Rules unveiled last week that will govern the grandfathering of existing plans under health care reform legislation did not generate the outrage that opponents of reform hope create.
Under the interim rule with a request for comments unveiled Monday by the Departments of Health and Human Services and Labor, the administration projected that more than half the healthcare plans now in existence won’t be in compliance with the new rules by 2013.
Republicans used that projection to argue against reform, if most small or large business health care plans lose their grandfathered status by 2013, they asked, “can it really be said that the president has kept his promise to the American people that they can keep their coverage?”
Alec Valchon, a former Republican Senate staffer and now a healthcare consultant, argued that the President’s pledge was more “aspirational” than substantive.
He also argued that in general, “there is tremendous turnover in healthcare plans.”
Market reaction to leaks about what would be contained in the regulation as well as a release of the new rules signaled that the new rules “won’t change the insurance business in a material way,” he added.
He said compliance with the new rule would likely raise costs that employers and, probably, employees would have to pay, but the government didn’t act to reduce the number of covered lives that healthcare plans must provide for.
Officials of the National Association of Health Underwriters said they will ask for greater flexibility in the allowable copay band and a longer compliance transition in final regulations.
But Jessica Waldman, NAHU senior vice president of policy and public affairs, did not appear to believe the rules were Draconian and that agents’ groups could not live with them.
And Tom Currey, president of the National Association of Insurance and Financial Advisors, pointed to some encouraging aspects of reform.
Imposition of the grandfathering rules and all the new regulations that are expected as the law is put into practice will require agents to play “an even greater role assisting employers to evaluate whether it makes sense to make changes to their current health plans that could subject them to losing their grandfathered status,” Currey said. “Employers will need help determining the costs associated with putting a new plan in place or whether maintaining a ‘grandfathered’ plan would be a better decision for companies and their employees.”
Once that question is settled, the agent would then provide guidance on how to maintain the existing plan without losing the grandfathered status or assist the employer with the selecting of a new plan, Currey said.
Under the new rules, employers will lose the right to retain their current healthcare plans if they raised deductibles or copays by more than the rates of medical inflation plus 15%.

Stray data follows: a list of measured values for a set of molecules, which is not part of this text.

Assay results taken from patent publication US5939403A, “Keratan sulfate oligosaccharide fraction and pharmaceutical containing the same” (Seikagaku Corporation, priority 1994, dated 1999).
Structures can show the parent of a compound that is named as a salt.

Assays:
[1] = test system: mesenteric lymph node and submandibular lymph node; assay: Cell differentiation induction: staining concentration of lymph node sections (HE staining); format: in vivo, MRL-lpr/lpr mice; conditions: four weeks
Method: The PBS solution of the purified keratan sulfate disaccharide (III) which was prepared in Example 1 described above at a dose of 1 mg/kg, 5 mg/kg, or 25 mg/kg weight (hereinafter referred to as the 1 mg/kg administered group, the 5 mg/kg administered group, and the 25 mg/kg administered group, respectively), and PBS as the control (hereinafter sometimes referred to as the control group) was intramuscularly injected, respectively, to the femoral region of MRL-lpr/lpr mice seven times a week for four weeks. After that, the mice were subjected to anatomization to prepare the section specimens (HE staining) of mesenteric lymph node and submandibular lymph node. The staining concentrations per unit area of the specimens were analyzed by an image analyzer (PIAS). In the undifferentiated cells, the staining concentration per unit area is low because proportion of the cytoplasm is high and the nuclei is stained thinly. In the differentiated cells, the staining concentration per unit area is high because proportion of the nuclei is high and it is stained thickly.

Another no-no will be decreasing cost- sharing by employees by more than 5%.
The rule stipulates that if a plan loses its grandfathered status, it will be required to provide the full extent of consumer protections offered under the law, including preventive care without cost sharing or guaranteed access to OB-GYNs and pediatricians.
But industry officials noted that even with grandfathering, most of the consumer protections mandated by the new law will apply to all insurance plans, including a ban on lifetime limits for coverage, coverage rescission and extended coverage to children under 26 years old.
In commenting on the regulation, NAHU will argue that the regulation provides for an unrealistic transition period, from June 17 to July 1, Waldman said.
She said most of the contracts that go into effect July 1 and Aug. 1 were negotiated over several months because they must go through various review processes. As a result, “plans must be given more time to comply” with the new rule, she said.
Moreover, the tight transition schedule in the rule does not comply with the spirit of the president’s pledge that, “If you like your plan, you can keep it,” she said.
“This is a very great burden,” she added. She suggested a “good-faith compliance standard of up to a year or at least six months.”
She also said that the provisions proposed on copays are too rigid, because plans change their copays on hospital stays, X-rays, and lab fees frequently.
She said that NAHU will also ask that issues that have not been raised, such as limits on formulary changes, out-of-network policies and specific hospitals, be kept out of future regulations to provide plans with greater flexibility.
NAHU will ask HHS, “Please don’t add more components that would further complicate grandfathering of plans,” Waldman says.
Last week, the Office of the Federal Register posted a draft of the interim final regulations on its website and was preparing to publish the final version of the interim rules June 17.
Comments on the interim rules will be due 60 days after they are published in the Federal Register.